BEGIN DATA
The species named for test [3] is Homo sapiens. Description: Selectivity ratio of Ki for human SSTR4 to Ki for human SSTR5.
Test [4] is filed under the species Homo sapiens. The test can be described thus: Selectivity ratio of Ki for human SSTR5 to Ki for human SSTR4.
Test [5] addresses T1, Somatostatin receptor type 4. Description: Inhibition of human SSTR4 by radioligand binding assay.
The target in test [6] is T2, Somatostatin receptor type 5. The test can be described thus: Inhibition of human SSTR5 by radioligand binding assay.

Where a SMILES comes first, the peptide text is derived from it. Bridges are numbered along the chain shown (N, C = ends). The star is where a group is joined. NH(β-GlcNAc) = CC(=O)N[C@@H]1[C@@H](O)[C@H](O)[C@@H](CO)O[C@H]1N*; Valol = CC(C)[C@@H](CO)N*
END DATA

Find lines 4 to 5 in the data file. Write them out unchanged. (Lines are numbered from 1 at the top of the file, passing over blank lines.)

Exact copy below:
The target in test [6] is T2, Somatostatin receptor type 5. The test can be described thus: Inhibition of human SSTR5 by radioligand binding assay.

Where a SMILES comes first, the peptide text is derived from it. Bridges are numbered along the chain shown (N, C = ends). The star is where a group is joined. NH(β-GlcNAc) = CC(=O)N[C@@H]1[C@@H](O)[C@H](O)[C@@H](CO)O[C@H]1N*; Valol = CC(C)[C@@H](CO)N*